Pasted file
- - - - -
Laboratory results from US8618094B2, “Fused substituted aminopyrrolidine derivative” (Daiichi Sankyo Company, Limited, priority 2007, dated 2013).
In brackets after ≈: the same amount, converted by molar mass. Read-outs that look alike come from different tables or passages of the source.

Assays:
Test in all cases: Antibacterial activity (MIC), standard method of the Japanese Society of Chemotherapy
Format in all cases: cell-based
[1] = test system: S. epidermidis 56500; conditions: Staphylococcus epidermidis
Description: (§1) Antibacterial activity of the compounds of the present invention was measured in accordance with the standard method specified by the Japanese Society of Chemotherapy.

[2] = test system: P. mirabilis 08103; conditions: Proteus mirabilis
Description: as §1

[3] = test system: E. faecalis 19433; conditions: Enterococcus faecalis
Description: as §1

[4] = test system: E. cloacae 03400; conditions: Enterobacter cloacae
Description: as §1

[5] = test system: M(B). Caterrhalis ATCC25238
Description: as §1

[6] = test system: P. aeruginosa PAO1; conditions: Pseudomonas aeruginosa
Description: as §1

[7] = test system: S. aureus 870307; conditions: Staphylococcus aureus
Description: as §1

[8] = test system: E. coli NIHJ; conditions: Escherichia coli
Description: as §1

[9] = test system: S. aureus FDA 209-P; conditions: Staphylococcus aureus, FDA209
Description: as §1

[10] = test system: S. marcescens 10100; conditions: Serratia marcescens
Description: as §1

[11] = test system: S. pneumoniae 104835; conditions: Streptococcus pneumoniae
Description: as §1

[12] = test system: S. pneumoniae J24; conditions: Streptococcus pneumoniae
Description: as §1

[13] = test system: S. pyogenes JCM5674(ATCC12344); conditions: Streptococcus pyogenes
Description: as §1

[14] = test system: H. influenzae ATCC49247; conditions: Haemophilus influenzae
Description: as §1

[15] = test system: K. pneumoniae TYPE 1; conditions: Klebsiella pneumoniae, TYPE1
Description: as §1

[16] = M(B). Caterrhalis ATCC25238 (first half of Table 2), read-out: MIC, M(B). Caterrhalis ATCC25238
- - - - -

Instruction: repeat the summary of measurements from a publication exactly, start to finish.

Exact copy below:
Laboratory results from US8618094B2, “Fused substituted aminopyrrolidine derivative” (Daiichi Sankyo Company, Limited, priority 2007, dated 2013).
In brackets after ≈: the same amount, converted by molar mass. Read-outs that look alike come from different tables or passages of the source.

Assays:
Test in all cases: Antibacterial activity (MIC), standard method of the Japanese Society of Chemotherapy
Format in all cases: cell-based
[1] = test system: S. epidermidis 56500; conditions: Staphylococcus epidermidis
Description: (§1) Antibacterial activity of the compounds of the present invention was measured in accordance with the standard method specified by the Japanese Society of Chemotherapy.

[2] = test system: P. mirabilis 08103; conditions: Proteus mirabilis
Description: as §1

[3] = test system: E. faecalis 19433; conditions: Enterococcus faecalis
Description: as §1

[4] = test system: E. cloacae 03400; conditions: Enterobacter cloacae
Description: as §1

[5] = test system: M(B). Caterrhalis ATCC25238
Description: as §1

[6] = test system: P. aeruginosa PAO1; conditions: Pseudomonas aeruginosa
Description: as §1

[7] = test system: S. aureus 870307; conditions: Staphylococcus aureus
Description: as §1

[8] = test system: E. coli NIHJ; conditions: Escherichia coli
Description: as §1

[9] = test system: S. aureus FDA 209-P; conditions: Staphylococcus aureus, FDA209
Description: as §1

[10] = test system: S. marcescens 10100; conditions: Serratia marcescens
Description: as §1

[11] = test system: S. pneumoniae 104835; conditions: Streptococcus pneumoniae
Description: as §1

[12] = test system: S. pneumoniae J24; conditions: Streptococcus pneumoniae
Description: as §1

[13] = test system: S. pyogenes JCM5674(ATCC12344); conditions: Streptococcus pyogenes
Description: as §1

[14] = test system: H. influenzae ATCC49247; conditions: Haemophilus influenzae
Description: as §1

[15] = test system: K. pneumoniae TYPE 1; conditions: Klebsiella pneumoniae, TYPE1
Description: as §1

[16] = M(B). Caterrhalis ATCC25238 (first half of Table 2), read-out: MIC, M(B). Caterrhalis ATCC25238